Also, here are some other top marketing tips, including the power of social media platforms. By consistently sharing posts and photos, prospective families can get an inside look at how fun, supportive and nurturing your center is at any time. 

A unique selling point makes a great first impression

If you haven’t heard it before, the acronym USP stands for “unique selling point.” 

For your center, this just refers to some special part of your program that makes you stand out from the rest.

This doesn't mean you have to have something completely revolutionary to increase enrollment. But if your center has a special feature, unique curriculum or another distinct resource, then highlighting that can grab a parent's attention.

Here are a couple examples of unique selling points in early education:

  • Montessori curriculum
  • Unique staff training, like special education qualifications
  • A food program with a local co-op or organic farm, or a vegetarian menu
  • Membership or engagement with a national association like NAEYC
  • Bilingual educators, or a multilingual focus
  • Flexible or extended operational hours

The list of potential selling points goes on, but anything that goes beyond the basics is worth noting. After a parent has expressed interest, these are the small things they will be looking for before making a final decision for their child.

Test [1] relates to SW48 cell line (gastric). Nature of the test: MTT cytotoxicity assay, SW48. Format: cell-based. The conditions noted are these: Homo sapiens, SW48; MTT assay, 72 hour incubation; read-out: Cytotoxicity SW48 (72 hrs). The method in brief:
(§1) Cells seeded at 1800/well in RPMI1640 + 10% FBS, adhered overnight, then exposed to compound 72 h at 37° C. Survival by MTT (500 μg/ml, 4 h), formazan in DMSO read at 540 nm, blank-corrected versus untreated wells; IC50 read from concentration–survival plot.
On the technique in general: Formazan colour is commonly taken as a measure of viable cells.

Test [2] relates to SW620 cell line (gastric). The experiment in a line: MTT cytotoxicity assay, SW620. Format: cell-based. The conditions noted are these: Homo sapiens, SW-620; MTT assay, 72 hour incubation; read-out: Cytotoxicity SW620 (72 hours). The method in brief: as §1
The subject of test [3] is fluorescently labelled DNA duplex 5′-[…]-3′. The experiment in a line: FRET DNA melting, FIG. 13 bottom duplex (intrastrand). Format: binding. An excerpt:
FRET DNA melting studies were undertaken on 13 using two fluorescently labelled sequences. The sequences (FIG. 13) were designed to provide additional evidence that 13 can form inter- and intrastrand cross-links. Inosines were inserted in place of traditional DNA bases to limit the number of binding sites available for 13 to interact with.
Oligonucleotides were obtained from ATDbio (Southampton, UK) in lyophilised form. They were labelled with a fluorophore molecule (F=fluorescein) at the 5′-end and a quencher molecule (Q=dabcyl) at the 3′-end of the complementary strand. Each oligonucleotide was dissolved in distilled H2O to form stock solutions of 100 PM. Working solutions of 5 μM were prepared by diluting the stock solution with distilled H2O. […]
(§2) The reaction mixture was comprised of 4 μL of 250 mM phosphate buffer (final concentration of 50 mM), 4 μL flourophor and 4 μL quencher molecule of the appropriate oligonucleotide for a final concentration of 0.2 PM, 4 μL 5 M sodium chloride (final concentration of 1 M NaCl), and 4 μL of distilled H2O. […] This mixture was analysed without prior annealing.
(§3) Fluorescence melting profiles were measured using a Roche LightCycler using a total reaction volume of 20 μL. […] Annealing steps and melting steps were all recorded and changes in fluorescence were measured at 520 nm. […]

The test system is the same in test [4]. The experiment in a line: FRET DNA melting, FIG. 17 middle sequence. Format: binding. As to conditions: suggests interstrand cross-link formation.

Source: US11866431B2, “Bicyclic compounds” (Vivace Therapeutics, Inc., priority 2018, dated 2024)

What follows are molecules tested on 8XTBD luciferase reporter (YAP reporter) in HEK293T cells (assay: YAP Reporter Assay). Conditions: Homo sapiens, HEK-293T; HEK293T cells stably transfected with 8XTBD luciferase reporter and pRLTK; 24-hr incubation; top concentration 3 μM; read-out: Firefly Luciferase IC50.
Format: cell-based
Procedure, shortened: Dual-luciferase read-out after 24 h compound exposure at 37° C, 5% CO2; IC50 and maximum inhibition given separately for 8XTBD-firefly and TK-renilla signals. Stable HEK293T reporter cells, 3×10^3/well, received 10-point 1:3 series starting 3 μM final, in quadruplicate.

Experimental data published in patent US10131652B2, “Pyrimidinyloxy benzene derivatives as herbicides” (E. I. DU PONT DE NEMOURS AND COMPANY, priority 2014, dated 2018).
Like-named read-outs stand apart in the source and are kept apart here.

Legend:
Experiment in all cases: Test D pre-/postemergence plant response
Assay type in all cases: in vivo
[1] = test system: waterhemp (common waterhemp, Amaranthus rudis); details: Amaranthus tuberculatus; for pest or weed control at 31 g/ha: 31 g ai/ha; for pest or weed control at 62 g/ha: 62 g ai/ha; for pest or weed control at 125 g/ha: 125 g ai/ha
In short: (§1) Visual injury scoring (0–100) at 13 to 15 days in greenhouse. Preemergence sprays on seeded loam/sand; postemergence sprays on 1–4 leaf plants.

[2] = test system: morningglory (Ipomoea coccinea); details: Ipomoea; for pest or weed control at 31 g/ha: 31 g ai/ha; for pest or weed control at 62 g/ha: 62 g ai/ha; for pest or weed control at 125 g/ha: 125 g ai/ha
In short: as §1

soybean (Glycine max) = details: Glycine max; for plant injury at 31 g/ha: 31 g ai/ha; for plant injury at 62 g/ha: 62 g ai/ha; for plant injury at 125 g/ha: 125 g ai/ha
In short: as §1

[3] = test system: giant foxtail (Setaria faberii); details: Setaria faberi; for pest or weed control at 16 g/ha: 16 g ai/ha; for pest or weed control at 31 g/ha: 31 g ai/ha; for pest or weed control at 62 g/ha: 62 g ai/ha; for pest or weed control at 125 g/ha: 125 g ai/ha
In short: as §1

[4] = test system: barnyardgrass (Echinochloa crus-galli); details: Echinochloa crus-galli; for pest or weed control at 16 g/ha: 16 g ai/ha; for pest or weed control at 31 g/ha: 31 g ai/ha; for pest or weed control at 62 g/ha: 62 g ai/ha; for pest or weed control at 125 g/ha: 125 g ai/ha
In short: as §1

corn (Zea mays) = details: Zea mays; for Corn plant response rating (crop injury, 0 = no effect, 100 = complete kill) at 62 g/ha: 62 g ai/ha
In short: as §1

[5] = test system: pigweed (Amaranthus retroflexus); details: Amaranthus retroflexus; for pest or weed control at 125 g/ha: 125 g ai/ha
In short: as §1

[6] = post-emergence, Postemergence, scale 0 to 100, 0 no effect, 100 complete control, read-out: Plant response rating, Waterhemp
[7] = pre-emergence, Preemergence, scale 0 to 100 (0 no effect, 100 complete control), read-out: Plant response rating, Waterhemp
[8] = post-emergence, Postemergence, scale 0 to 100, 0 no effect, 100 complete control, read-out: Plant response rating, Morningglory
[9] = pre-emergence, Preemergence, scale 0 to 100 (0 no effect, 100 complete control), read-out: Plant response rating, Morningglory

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Invested in child development? Shine a spotlight on it

Besides your USP, another way to stand out is to make sure you and your educators are up to date on new studies and trends within early child development. 

There’s constantly new research regarding early learning that comes out and making sure your teachers have access to it is a great way to impress parents. This can mean paying to send your teachers to seminars and workshops, or providing trainings at your center or having access to copies of a new book from a publisher or author you trust.